{ site_name: 'Places in the News', subscribe_url:'/share/sites/Bapu4ruC/placesinthenews.php' }

June 2010

Kyrgyzstan, 2005

Kyrgyzstan, 2005

Kyrgyzstan, slightly smaller than South Dakota, is located along the eastern border of the Central Asian region, southeast of Kazakhstan, west of China, east of Uzbekistan, and north of Tajikistan. The capital is Bishkek and major cities include Jalalabad, Kara-Balta, Karakol, Osh, and Tokmok. Kyrgyzstan was formally annexed to Russia in 1876. The Kyrgyz staged a major revolt against the Tsarist Empire in 1916 in which almost one-sixth of the Kyrgyz population was killed. Kyrgyzstan became a Soviet republic in 1936 and achieved independence in 1991 when the USSR dissolved.

The climate ranges from dry continental to polar in the mountains, subtropical in the southwest (Fergana Valley), and temperate in the northern foothills zone. Kyrgyzstan is landlocked; it is entirely mountainous, dominated by the Tien Shan range. Kyrgyzstan consists of many tall peaks, glaciers, and high-altitude lakes; 94% of the country is 1,000 m above sea level with an average elevation of 2,750 m. Kyrgyzstan has the world's largest natural-growth walnut forest.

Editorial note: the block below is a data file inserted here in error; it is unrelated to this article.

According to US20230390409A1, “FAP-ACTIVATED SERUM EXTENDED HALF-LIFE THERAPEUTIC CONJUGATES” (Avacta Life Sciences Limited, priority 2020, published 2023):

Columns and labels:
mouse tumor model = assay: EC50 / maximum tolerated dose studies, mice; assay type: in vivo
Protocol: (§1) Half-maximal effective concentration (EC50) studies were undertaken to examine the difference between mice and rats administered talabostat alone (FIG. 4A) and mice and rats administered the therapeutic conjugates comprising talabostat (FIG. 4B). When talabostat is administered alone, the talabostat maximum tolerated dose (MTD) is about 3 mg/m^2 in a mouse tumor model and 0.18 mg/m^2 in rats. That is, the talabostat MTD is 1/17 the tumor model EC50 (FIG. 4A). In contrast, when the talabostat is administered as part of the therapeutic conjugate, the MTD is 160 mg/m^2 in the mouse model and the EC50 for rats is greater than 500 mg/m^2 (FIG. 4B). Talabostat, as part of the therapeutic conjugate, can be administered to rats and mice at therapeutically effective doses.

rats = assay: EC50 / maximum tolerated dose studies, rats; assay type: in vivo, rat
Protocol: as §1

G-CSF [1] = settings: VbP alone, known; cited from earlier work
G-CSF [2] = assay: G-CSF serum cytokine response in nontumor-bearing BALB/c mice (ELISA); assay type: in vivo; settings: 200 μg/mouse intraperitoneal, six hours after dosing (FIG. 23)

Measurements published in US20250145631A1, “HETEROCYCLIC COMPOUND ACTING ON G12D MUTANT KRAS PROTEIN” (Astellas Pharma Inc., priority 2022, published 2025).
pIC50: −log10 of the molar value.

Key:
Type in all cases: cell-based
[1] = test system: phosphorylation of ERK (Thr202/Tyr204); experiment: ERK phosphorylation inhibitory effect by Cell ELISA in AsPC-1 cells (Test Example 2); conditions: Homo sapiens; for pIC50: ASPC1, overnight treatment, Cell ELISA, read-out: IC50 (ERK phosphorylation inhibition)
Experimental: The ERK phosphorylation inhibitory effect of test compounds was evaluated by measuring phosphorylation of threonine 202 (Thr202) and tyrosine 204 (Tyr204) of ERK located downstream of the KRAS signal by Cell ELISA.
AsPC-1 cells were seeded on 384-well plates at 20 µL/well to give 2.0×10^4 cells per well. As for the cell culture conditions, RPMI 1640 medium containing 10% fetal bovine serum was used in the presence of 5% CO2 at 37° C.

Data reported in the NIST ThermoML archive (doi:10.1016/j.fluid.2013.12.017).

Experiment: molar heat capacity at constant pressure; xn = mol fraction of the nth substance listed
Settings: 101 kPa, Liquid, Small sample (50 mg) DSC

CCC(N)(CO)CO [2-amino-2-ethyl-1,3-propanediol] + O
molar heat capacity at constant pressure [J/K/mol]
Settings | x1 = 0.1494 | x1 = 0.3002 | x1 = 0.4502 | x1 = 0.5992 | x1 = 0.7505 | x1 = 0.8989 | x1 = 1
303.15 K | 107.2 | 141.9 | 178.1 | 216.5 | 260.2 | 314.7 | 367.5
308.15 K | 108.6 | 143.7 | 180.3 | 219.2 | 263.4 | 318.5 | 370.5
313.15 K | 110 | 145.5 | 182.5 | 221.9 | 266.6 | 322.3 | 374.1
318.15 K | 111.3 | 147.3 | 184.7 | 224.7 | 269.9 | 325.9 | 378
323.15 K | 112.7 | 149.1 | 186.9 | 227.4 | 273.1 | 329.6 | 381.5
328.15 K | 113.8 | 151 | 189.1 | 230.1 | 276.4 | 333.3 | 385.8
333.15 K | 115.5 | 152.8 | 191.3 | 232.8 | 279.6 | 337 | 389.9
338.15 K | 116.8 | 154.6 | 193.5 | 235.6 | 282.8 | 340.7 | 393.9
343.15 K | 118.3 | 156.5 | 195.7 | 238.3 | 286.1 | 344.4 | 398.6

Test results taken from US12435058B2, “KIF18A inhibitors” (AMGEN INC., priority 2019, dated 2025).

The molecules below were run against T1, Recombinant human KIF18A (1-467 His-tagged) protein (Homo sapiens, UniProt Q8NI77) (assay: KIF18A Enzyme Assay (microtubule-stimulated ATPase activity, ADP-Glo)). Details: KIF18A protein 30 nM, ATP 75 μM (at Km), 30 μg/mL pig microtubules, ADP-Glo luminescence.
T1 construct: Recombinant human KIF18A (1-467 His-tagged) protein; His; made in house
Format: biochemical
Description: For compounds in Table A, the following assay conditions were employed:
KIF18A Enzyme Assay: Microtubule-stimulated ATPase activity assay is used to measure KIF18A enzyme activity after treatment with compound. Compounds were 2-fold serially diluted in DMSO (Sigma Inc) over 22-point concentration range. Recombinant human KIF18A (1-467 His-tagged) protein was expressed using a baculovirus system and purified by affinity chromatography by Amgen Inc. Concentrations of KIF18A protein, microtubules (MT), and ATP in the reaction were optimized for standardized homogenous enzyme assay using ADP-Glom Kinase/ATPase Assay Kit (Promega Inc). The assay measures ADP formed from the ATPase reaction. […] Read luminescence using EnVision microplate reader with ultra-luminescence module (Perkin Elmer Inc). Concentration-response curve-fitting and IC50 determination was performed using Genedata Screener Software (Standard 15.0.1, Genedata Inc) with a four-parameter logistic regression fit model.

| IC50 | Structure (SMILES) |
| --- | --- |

Natural resources include abundant hydropower, significant deposits of gold and rare earth metals, locally exploitable coal, oil, and natural gas, and other deposits of nepheline, mercury, bismuth, lead, and zinc. Principal exports are nonferrous metals and minerals, woolen goods and other agricultural products, electric energy, and certain engineering goods. Its imports include petroleum and natural gas, ferrous metals, chemicals, most machinery, wood and paper products, some foods, and some construction materials. Its leading trade partners include Switzerland, Russia, China, and neighboring Kazakhstan and Uzbekistan.

Since May 19, 2010, Roza Otunbayeva has been president of Kyrgyzstan, succeeding Kurmanbek Bakiev.

CIA World Factbook; U.S. State Dept. Background Notes; LOC Country Studies, 05/2010, 10/2009, 01/2007